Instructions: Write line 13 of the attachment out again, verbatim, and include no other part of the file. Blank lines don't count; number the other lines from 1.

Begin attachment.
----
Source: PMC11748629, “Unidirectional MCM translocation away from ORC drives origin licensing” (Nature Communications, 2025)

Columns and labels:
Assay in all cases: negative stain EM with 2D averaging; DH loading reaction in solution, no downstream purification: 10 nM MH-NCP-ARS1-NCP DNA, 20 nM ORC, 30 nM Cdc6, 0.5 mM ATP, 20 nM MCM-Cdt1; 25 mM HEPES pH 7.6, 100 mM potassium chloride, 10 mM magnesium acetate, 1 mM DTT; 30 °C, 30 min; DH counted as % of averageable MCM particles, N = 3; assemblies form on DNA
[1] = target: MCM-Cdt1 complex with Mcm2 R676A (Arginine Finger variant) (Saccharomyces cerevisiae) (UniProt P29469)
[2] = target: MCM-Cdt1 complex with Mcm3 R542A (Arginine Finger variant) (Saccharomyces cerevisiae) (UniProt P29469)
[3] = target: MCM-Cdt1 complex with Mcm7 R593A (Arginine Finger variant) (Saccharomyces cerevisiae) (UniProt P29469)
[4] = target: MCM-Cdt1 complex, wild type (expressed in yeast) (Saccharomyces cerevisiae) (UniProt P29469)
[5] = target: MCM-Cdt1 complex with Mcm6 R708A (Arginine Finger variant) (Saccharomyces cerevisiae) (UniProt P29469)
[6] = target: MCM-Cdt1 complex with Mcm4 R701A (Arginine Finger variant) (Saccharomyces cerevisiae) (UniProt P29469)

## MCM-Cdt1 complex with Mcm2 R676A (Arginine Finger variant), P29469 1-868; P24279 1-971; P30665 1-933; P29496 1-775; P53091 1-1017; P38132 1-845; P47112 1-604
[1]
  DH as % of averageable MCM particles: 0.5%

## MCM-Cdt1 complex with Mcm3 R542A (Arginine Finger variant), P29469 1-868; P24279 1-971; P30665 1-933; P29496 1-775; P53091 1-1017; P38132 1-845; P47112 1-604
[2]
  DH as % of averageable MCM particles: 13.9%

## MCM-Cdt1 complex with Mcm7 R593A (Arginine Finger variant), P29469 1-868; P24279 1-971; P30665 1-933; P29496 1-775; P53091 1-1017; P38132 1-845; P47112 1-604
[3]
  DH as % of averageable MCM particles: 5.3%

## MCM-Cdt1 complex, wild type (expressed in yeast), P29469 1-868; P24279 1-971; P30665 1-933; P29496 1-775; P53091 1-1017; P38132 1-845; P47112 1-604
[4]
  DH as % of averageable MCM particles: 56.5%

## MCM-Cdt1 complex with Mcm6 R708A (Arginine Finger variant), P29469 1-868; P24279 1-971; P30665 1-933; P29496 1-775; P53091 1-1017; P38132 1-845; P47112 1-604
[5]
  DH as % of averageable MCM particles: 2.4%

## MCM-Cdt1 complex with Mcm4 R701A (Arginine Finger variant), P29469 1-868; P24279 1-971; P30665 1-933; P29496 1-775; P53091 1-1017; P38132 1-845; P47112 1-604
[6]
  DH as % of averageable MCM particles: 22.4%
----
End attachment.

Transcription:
## MCM-Cdt1 complex with Mcm3 R542A (Arginine Finger variant), P29469 1-868; P24279 1-971; P30665 1-933; P29496 1-775; P53091 1-1017; P38132 1-845; P47112 1-604